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Molded Glass Aspheric Lenses, 405 nm or 1064 nm AR Coating
Aspheric Lens in a Fiber Launch Application
Molded Glass Aspheric Lenses: 405 nm V-Coat or 1064 nm V-Coat
Aspheric lenses are designed to focus or collimate light without introducing spherical aberration into the transmitted wavefront. For monochromatic sources, spherical aberration is often what prevents a single spherical lens from achieving diffraction limited performance when focusing or collimating light. Thus, an aspheric lens is often the best single element solution for many applications including collimating the output of a fiber or laser diode, coupling light into a fiber, spatial filtering, or imaging light onto a detector.
All of these molded glass lenses are also available premounted in non-magnetic 303 stainless steel lens cells that are engraved with the part number for easy identification. These mounted aspheres have a metric thread that makes them easy to integrate into an optical setup or OEM application. The mounted aspheres are readily adapted to our SM1 series of lens tubes by using our Aspheric Lens Adapters. Mounted aspheres can be used as a drop-in replacement for multi-element microscope objective by combining the lens with our Microscope Objective Adapter Extension Tube.
If an unmounted aspheric lens is being used to collimate the light from a point source or laser diode, the side with the greater radius of curvature (i.e., the flatter surface) should face the point source or laser diode. To collimate light using one of our mounted aspheric lenses, orient the housing so that the externally threaded end of the mount faces the source.
The damage threshold for these lenses is determined by the antireflective (AR) coating. As a guideline these coatings can withstand 100 W/cm2 CW input power or 0.1 J/cm2 with 10 ns pulse energy at 1064 nm. Molded glass aspheres are manufactured from a variety of optical glasses to yield the indicated performance. The molding process will cause the properties of the glass (e.g., Abbe number) to deviate slightly from those given by glass manufacturers. Specific material properties for each lens can be found by clicking on the Info Icon in the tables below and selecting the Glass tab.
Choosing a Lens
Aspheric lenses are commonly chosen to couple incident light with a diameter of 1 - 5 mm into a single mode fiber. A simple example will illustrate the key specifications to consider when trying to choose the correct lens.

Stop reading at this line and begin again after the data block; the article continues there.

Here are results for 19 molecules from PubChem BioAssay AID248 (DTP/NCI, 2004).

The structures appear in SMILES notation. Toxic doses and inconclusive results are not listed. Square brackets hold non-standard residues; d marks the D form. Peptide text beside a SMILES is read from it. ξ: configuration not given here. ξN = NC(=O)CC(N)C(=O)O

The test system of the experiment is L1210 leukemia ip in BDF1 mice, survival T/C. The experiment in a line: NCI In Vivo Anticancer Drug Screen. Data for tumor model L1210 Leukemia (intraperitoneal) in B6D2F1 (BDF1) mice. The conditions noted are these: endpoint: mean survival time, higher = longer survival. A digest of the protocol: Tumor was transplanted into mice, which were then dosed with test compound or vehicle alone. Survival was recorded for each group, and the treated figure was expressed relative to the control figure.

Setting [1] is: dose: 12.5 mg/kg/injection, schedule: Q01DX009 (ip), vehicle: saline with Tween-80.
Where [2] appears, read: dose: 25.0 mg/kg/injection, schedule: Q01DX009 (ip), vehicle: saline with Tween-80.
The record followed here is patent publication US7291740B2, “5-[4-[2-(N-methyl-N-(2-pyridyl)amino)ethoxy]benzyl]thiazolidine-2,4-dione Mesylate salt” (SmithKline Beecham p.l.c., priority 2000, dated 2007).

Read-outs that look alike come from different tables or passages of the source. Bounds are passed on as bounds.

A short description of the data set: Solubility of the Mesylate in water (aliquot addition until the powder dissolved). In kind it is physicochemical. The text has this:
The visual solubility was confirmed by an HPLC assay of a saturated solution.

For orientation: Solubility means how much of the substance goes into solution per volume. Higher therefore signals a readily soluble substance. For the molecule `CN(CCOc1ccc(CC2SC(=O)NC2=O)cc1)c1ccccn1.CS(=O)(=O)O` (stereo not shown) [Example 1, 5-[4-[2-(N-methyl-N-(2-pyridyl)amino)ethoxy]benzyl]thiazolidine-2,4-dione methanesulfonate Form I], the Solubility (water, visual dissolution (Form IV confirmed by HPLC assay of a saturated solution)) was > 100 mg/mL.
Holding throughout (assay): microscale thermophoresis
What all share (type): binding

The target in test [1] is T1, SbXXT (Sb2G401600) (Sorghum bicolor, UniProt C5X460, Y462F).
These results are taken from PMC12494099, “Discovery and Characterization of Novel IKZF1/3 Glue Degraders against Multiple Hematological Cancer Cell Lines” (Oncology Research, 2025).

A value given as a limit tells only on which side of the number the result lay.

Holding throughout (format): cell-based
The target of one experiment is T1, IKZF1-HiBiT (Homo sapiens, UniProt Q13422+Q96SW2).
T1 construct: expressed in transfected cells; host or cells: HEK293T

The specifications for the P1-630A-FC-2, 630 nm, FC/PC single mode patch cable indicate that the mode field diameter (MFD) is 4.3 μm. This specification should be matched to the diffraction-limited spot size given by the following equation:
Here, f is the focal length of the lens, λ is the wavelength of the input light, and D is the diameter of collimated beam incident on the lens. Solving for the desired focal length of the collimating lens yields
Thorlabs offers a large selection of mounted and unmounted aspheric lenses to choose from. The aspheric lens with a focal length that is closest to 16 mm has a focal length of 15.29 mm (Item# 354260-B or A260-B). This lens also has a clear aperture that is larger than the collimated beam diameter. Therefore, this aspheric lens is the best option given the initial parameters (i.e., a P1-630A-FC-2 single mode fiber and a collimated beam diameter of 3 mm). Remember, for optimum coupling the spot size of the focused beam must be less than the MFD of the single mode fiber. As a result, if an aspheric lens is not available that provides an exact match, then choose the aspheric lens with a focal length that is shorter than the calculation above yields. Alternatively, if the clear aperture of the aspheric lens is large enough, the beam can be expanded before the aspheric lens, which has the result of reducing the spot size of the focus beam.
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Aspheric Lens Design Formula
Aspheric Lens Equation
Choosing a Collimation Lens for Your Laser Diode
Since the output of a laser diode is highly divergent, collimating optics are necessary. Aspheric lenses do not introduce spherical aberration and are therefore are commonly chosen when the collimated laser beam is to be between one and five millimeters. A simple example will illustrate the key specifications to consider when choosing the correct lens for a given application.
When choosing a collimation lens, it is essential to know the divergence angle of the source being used and the desired output diameter. The specifications for the L780P010 laser diode indicate that the typical parallel and perpendicular FWHM beam divergences are 10° and 30°, respectively. Therefore, as the light diverges, an elliptical beam will result. To collect as much light as possible during the collimation process, consider the larger of these two divergence angles in any calculations (i.e., in this case, use 30°). If you wish to convert your elliptical beam into a round one, we suggest using an Anamorphic Prism Pair, which magnifies one axis of your beam.
Ø = Beam Diameter
Θ = Divergence Angle
Assuming that the width of the lens is negligible compared to the radius of curvature, the thin lens approximation can be used to determine the appropriate focal length for the asphere. Assuming a divergence angle of 30° (FWHM) and desired beam diameter of 3 mm:
f = Focal Length
Note that the focal length is generally not equal to the needed distance between the light source and the lens.
With this information known, it is now time to choose the appropriate collimating lens. Thorlabs offers a large selection of aspheric lenses. For this application, the ideal lens is a molded glass aspheric lens with focal length near 5.6 mm and our -B antireflection coating, which covers 780 nm. The C171TMD-B (mounted) or 354171-B (unmounted) aspheric lenses have a focal length of 6.20 mm, which will result in a collimated beam diameter (major axis) of 3.3 mm. Next, check to see if the numerical aperture (NA) of the diode is smaller than the NA of the lens: